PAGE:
Bread is one of my favourite things to make on a day where you have plenty of time to spare. It’s so relaxing and needs a lot of love and care. With Brioche, time is definitely the key ingredient due to the 6-24 hour rising time. And yes, I know you just thought ‘hell no, 24 hours!’ That’s exactly what I thought but it is really easy to make the night before, let it rise overnight and bake off in the morning. Perfect for a weekend breakfast or a fancy brunch! Whenever I bake homemade bread I always wonder why I don’t make it more often, and that’s exactly what I did with this. These sweet little buns are deliciously buttery with a rich flavour (thanks to the long rising time) and are irresistible toasted with some fig jam. Fig jam has become my new favourite conserve. I don’t particularly like figs but my oh my do I love fig jam. If you’ve never had it, go and get some. If you live in the UK, you can get a jar from Carluccio’s an italian cafe. Anyway, back to the Brioche. For some of my buns I added a Lemon glaze to the top which worked really well but didn’t override the buttery goodness of the brioche. Some other variations I would love to try are; popping a block of chocolate in the center before baking, adding raisins, adding a lemon cream cheese filling and maybe trying an orange glaze. If any of you have tried these before, let me know if they are as luscious as plain brioche are. I really can’t stress enough how great these are, so go and bake some of your own cute little bubble-top brioche.
Ingredients – Makes 16 buns
Recipe adapted from Salad in a jar
- 1/4 cup warm milk
- 3 eggs, room temperature
- 1-1/4 teaspoon salt
- 3 tablespoons sugar
- 170g/12 tablespoons butter, room temperature
- 1 cup bread flour
- 1 and 3/4 cup all-purpose, unbleached flour
- 2 and 1/4 teaspoons bread machine or instant yeast
- 1 egg + 1 tablespoon milk whisked together well.
Put all your ingredients into a stand mixer and mix on low until everything is incorporated using a dough hook attachment. Increase speed to just below medium and continue to knead for 15 minutes. The dough is ready when it is soft, elastic and slaps around the bowl. Let your dough rise in a clean bowl, covered in a warm place for 1-1/2 to 2 hours in warm place. After rising, use a spoon to release the dough from the edges of the bowl to let out some of the air. Cover the bowl with cling film and place in refrigerator for 6-24 hours. This part is very important, don’t skip this step.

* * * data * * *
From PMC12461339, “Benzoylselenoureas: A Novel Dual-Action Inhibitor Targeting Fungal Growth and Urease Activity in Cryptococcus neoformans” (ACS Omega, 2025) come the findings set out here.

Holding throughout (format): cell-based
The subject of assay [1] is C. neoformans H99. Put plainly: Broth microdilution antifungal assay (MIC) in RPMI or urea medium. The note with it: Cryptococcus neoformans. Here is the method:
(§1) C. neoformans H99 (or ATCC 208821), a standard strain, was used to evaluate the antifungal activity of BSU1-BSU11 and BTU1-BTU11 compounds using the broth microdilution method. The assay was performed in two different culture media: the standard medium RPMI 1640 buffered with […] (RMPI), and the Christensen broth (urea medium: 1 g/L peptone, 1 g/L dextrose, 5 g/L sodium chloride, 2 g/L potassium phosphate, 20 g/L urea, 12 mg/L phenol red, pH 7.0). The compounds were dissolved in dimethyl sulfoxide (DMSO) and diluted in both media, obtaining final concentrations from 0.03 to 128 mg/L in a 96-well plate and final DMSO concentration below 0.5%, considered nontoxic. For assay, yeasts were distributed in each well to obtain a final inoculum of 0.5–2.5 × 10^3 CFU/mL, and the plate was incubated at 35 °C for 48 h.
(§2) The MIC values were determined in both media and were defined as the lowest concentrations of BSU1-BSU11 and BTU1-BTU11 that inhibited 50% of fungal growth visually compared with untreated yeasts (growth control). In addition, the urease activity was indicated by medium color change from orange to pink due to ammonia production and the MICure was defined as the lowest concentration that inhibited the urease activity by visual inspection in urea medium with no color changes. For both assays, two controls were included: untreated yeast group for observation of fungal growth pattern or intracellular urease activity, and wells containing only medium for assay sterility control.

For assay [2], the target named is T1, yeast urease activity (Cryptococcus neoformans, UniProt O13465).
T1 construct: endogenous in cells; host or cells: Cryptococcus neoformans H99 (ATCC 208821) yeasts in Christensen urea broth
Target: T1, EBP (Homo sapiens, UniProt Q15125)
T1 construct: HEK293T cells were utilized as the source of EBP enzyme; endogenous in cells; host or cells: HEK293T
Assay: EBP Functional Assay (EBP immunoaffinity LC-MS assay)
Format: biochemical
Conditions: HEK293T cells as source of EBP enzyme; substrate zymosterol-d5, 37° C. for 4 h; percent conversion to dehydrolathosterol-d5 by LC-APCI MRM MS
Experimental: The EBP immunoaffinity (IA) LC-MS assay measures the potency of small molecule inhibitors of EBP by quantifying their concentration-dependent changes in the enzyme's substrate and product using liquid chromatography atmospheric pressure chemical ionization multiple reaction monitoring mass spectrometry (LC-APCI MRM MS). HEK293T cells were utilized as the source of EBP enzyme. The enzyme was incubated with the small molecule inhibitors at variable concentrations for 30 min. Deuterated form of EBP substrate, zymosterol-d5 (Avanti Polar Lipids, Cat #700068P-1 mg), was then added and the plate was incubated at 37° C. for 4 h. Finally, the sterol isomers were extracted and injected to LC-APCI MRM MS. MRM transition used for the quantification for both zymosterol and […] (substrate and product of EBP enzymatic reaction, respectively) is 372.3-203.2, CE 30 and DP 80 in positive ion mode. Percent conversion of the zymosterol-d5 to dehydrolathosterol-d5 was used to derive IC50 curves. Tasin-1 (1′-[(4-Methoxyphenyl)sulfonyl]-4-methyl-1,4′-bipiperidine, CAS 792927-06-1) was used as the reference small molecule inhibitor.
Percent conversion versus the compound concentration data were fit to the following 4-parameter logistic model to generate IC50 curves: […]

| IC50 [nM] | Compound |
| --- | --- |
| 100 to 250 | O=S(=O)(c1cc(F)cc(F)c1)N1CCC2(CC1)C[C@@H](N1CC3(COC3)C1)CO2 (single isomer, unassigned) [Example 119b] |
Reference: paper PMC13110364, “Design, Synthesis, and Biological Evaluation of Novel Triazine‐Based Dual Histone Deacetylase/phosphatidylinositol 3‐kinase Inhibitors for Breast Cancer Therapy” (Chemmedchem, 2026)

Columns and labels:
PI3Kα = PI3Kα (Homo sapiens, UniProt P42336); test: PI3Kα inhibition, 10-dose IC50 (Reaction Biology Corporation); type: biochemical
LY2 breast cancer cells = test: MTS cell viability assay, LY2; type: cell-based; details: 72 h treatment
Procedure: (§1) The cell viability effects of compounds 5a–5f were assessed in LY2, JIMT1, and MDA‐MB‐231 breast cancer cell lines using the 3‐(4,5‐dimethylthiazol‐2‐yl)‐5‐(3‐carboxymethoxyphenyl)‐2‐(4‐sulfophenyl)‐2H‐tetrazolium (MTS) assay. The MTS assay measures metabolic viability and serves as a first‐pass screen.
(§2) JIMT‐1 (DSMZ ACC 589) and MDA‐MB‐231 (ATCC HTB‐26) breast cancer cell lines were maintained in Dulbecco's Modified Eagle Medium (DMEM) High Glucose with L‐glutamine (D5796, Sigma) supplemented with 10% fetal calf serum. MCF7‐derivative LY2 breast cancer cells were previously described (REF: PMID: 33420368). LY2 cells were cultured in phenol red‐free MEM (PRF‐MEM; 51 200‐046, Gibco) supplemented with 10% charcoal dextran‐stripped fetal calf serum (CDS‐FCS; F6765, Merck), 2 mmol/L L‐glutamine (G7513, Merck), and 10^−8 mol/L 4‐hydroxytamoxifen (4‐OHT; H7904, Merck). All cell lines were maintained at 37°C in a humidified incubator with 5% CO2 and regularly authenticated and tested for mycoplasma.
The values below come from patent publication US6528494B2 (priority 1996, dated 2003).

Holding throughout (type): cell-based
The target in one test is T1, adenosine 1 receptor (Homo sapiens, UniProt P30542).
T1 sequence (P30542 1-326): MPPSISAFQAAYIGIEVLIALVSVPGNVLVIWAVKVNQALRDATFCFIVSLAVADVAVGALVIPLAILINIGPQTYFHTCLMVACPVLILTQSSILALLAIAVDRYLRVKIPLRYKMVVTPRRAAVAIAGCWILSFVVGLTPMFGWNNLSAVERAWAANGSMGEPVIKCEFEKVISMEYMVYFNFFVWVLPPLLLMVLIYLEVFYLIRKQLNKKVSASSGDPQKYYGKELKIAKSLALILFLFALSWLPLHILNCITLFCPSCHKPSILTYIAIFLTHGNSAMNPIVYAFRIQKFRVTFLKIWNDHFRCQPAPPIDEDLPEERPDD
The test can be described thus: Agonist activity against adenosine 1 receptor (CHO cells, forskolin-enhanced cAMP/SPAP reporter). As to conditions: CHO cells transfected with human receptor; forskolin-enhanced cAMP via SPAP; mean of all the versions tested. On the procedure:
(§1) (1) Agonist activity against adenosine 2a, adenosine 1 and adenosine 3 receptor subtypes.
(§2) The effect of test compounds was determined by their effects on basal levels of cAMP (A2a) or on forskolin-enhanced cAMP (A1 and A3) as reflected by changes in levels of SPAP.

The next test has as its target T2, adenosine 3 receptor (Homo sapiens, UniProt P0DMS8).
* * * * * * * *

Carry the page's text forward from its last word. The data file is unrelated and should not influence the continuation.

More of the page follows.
Tip the dough onto a floured board and cut in half. Cut each half in half so that you now have four equal pieces. Cut each of those in half so that you now have 8 balls and then cut each of those in half again so that you are left with 16 balls. If you only have 8 brioche moulds, like I did, then place half your balls back in the fridge for another batch later. Take a small piece of dough off of each piece and roll the rest of the dough into round balls. Place these into the buttered brioche moulds, taking the little piece of dough your tore off earlier and shaping them into smaller balls, placing it on top of the bigger pieces already in the moulds. Cover all with tea towels and rise in warm place until almost double, about an hour.
When rolls have risen, brush with glaze taking care not to let glaze pool at the edges between the dough and the hold. If using individual brioche pans, place the pans on a baking sheet so that the brioche don’t brown too much on the bottom. Preheat your oven to 425F/218C. Then reduce temperature to 375F/190C and bake rolls for about 15 minutes. Remove from oven and allow to cool for a couple of minutes before turning out onto a cooling rack.